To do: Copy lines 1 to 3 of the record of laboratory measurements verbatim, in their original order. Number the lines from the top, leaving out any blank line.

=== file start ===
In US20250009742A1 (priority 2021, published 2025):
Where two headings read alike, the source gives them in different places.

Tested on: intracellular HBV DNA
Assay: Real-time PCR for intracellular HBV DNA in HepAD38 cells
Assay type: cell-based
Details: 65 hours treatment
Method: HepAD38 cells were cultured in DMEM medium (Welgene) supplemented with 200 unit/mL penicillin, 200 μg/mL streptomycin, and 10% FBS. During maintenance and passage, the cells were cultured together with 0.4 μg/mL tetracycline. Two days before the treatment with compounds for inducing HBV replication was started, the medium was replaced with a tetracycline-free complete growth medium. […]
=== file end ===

In US20250009742A1 (priority 2021, published 2025):
Where two headings read alike, the source gives them in different places.

Tested on: intracellular HBV DNA